“It is only natural to expect that a country with the technological, military and diplomatic resources of the United States is inclined to try and ‘fix’ problems — whether Balkan crises, missile threats or rogue states — whereas countries with fewer such resources at their disposal try to manage them,” writes Philip Gordon, director of the Center on the United States and France at the Brookings Institution.

From this reality, he notes, flows Robert Kagan’s now-famous line that “Americans are from Mars, Europeans are from Venus” — a reference to an early 1990s self-help book on the differences between men and women.

In the 1990s, when French complaints drew the ire of other Europeans, as well, Kagan’s idea might have seemed arrogant. Today, the analogy is pretty good.

Take the case of Germany, which for most of its history was hardly anyone’s idea of a “Venusian.” As recently as the Kosovo war the Germans, citing their historic duty to oppose the kind of genocide they once perpetrated in Europe, had been aggressive advocates of the use of force. In the relatively short time since the 1999 Kosovo conflict, however, Germans, too, have grown wary of American power.

Polls showed a majority of Germans supported the American war in Afghanistan, but early Bush administration snubs of Europe over trade, the environment and other issues had prepared the ground for trouble.


By 2002, German public opinion turned against America, with many criticizing “extra-legal” actions like the detentions of Afghan prisoners without redress in Guantanamo Bay, Cuba, and the killings of suspected al-Qaida suspects in Yemen. There is deep dismay with American policy toward the Palestinian-Israeli conflict, too, which is seen as so pro-Israeli that is actually encourages Israeli arrogance.

And throughout, Washington’s public position that it would go to war for national interest regardless of what the United Nations says runs counter to everything Germans have been taught — in large part thanks to American de-Nazification efforts — since 1945.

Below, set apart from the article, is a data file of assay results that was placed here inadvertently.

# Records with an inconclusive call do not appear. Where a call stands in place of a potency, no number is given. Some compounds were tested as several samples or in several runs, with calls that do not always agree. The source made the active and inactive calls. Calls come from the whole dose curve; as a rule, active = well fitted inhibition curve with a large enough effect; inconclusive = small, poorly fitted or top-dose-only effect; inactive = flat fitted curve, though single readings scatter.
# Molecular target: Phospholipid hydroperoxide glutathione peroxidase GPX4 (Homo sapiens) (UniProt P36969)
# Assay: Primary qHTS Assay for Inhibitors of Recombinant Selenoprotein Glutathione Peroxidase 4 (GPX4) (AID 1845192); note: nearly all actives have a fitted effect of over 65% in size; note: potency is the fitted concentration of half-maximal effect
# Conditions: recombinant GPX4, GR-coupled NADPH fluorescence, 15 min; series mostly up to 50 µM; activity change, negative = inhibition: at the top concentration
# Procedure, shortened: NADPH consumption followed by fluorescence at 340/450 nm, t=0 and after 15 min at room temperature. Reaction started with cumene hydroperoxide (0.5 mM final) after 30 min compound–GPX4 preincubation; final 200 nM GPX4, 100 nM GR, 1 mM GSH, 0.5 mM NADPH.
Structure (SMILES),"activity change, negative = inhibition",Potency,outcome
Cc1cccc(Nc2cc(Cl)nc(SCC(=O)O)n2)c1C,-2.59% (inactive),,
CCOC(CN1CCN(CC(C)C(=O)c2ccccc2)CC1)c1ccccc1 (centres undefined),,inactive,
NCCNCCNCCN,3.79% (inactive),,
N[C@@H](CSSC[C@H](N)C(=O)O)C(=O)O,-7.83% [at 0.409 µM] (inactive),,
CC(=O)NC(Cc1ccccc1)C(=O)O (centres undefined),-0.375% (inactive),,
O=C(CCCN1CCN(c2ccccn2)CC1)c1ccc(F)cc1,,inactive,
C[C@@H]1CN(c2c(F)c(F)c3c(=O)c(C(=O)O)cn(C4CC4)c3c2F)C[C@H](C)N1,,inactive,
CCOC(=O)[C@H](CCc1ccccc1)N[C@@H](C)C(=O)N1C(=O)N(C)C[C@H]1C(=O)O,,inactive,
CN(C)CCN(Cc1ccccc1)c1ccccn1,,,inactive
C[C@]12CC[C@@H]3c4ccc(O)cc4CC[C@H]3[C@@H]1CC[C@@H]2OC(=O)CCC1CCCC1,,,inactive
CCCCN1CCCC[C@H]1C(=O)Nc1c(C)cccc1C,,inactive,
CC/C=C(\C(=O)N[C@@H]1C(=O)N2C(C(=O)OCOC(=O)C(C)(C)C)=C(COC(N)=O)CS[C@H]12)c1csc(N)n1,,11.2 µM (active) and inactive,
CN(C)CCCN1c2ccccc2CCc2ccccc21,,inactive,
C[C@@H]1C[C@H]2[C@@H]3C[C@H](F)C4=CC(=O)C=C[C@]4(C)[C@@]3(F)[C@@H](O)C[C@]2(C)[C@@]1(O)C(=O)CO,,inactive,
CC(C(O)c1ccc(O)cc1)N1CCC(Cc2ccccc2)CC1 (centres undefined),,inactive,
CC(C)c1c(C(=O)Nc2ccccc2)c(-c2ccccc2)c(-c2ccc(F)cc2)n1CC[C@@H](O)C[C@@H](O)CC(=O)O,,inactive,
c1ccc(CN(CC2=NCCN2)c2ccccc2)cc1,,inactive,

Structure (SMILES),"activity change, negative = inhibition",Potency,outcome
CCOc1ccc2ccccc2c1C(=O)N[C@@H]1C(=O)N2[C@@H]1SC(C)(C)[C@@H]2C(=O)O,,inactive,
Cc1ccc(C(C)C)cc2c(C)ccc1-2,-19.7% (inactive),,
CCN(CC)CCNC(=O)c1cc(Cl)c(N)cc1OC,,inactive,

German Chancellor Gerhard Schroeder somewhat cynically tapped into this to win re-election. But his position reflected public attitudes more than it shaped them. They don’t want to “fix” Iraq; they want to manage it.

Today, the United States finds itself confronting a fairly united German and French faction inside Europe that is adamantly opposed to many of America’s top foreign policy priorities. Viewed from the outside, this strikes some as ironic.

“They deserve each other,” a Mexican diplomat at the United Nations says of America and its European allies. “They are equally arrogant. They bear equal guilt for how the world views their motives. The only real difference is that one of them can call the shots and the other can only call bluffs.”


This fact - Europe’s relative inability to act alone (or together) in the military sense - fatally weakens their influence on Washington. The last-minute efforts by France, Germany and now Russia to prevent a conflict on America’s terms look half-baked because they are half-baked. These powers understand that, if the United States has now crossed the Rubicon and is willing to defy the United Nations, they are powerless to prevent it.

And it is their own fault. Even without Russia’s economy and military know-how, the European Union’s GDP of $8.5 trillion and its population of 377 million people should easily be able to create a military force on par with the smaller United States. With such a force, European alternatives — aggressive, militarized arms inspections, for instance, might have some hope of succeeding. Without that force, their words are just that: words.

These complexities — Europe’s bantamweight military power and America’s frustration with partners who speak loudly but carry two dozen small sticks — are ignored in the larger debate.

In the meantime, the world is left to watch as the most serious issue of the new century is reduced to this idiotic spectacle: a reckless, bloodthirsty cowboy vs. an ungrateful, cowardly bunch of Euro-weenies.

How Osama bin Laden must be rejoicing.

Mail your thoughts to Michael Moran, request to join (or be removed from) his email notification list, and check out his daily roundup of the international press, “War of Words,” which also airs daily at 10:25 AM ET on MSNBC cable.